x Abu Dhabi, UAEMonday 24 July 2017

Lebanon steps up security over unrest

The security plan comes during a period of heightened tension in Lebanon and following an attack on the Beirut headquarters of the Al Jadeed Television station by several armed men on Monday night.

BEIRUT // Lebanon's interior ministry yesterday launched a month-long, countrywide security initiative, amid several outbreaks of unrest in the capital, including attempts to block roads with burning tyres.

Marwan Charbel, the minister of interior, was in the south Beirut suburb of Mcharafieh yesterday to launch the measure, which will be carried out by police, supported by the Lebanese army. Police patrols, checkpoints and raids targeting people wanted by authorities are expected to be increased.

The security plan comes during a period of heightened tension in Lebanon and following an attack on the Beirut headquarters of the Al Jadeed Television station by several armed men on Monday night.

Police believe the attack came in response to an interview broadcast on the station last Sunday with Sheikh Ahmed Al Assir in which the Sunni cleric - who has recently come to prominence for his support for the Syrian uprising - openly criticised Lebanese Shiite leaders.

One suspect was arrested shortly after the attack, which led to further troubles as men tried to block several roads with burning tyres.

Further attempts to cutoff roads were reportedly carried out yesterday in protest against the suspect's detention.

A group of men gathered outside the offices of the Future Television station in central Beirut yesterday to protest against the arrest of the man who was identified by the state-run National News Agency as Wissam Alaeddine.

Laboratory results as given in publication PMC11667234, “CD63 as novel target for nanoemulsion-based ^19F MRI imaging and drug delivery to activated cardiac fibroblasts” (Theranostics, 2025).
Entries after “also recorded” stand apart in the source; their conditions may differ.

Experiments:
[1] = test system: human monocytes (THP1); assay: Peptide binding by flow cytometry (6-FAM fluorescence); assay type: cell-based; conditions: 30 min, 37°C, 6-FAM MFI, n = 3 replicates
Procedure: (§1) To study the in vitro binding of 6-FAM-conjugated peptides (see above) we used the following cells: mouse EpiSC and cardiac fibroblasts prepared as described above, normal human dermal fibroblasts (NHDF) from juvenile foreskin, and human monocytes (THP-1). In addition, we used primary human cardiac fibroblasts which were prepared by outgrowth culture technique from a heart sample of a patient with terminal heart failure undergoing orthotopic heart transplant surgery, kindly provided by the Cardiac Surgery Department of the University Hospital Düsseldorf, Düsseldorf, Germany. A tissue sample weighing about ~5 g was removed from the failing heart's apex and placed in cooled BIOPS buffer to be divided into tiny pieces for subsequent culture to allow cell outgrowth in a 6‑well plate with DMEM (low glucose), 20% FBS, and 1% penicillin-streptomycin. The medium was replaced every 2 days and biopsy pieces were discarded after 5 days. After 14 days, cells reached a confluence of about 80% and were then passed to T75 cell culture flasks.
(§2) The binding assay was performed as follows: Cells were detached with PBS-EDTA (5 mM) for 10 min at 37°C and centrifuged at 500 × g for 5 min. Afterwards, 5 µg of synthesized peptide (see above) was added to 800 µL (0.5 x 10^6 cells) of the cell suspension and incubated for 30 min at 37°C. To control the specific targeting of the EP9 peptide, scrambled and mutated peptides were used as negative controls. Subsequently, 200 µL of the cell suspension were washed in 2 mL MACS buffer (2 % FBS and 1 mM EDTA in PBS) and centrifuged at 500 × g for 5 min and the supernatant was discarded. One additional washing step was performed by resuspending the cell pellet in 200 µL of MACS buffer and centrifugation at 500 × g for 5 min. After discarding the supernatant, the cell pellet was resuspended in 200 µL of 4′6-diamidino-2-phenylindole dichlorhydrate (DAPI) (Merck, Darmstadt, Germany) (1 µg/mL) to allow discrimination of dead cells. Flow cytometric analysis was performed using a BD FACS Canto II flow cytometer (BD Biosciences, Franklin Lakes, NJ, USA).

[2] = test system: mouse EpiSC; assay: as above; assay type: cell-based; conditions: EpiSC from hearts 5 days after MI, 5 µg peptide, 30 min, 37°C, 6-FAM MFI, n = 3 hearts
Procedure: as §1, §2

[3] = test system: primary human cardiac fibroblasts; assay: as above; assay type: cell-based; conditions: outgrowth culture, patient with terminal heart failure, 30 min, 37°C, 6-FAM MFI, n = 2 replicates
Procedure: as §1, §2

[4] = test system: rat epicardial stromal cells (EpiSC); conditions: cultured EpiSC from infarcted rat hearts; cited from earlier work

There have been rising tensions in Lebanon in recent months, in particular between groups within the Sunni and Shiite communities, which have been inflamed by the increasingly sectarian nature of the conflict across the border in Syria.

The Lebanese Shia movement Hizbollah and other groups have continued to back the regime of the Syrian President Bashar Al Assad, while some Sunni groups support the Syrian rebels.

The Lebanese government has said it is committed to "disassociating" from the Syrian crisis, as a way to preserve stability in Lebanon.

Mr Charbel, the interior minister, yesterday told reporters that his security plan was launched in Beirut's southern Dahiyeh district because "people keep saying that security does not exist in the southern suburbs", Lebanon's Daily Star newspaper reported.

Dahiyeh is known as a stronghold of Hizbollah, which operates its own security apparatus.

The interior minister was also quoted as saying he hoped all political groups would try to calm tensions in the country, assist in efforts to tackle criminal activity and improve security.

A source at the ministry of interior said the initiative would tackle everything from traffic violations to efforts to capture criminals.

"Some call it a security month, but security is not a seasonal matter," said Najib Mikati, Lebanon's prime minister, according to the Daily Star. "Security should be durable. Therefore, this month will be a test for us to follow at all times."

However, Hilal Khashan, a professor of political science at the American University of Beirut, dismissed the initiative as nothing more than a "public-relations stunt".

"Those who want to engage in subversive actions won't stop because of this," he said."The government knows it is under pressure because of the situation in Syria and is trying to give the impression that it has everything under control."

zconstantine@thenational.ae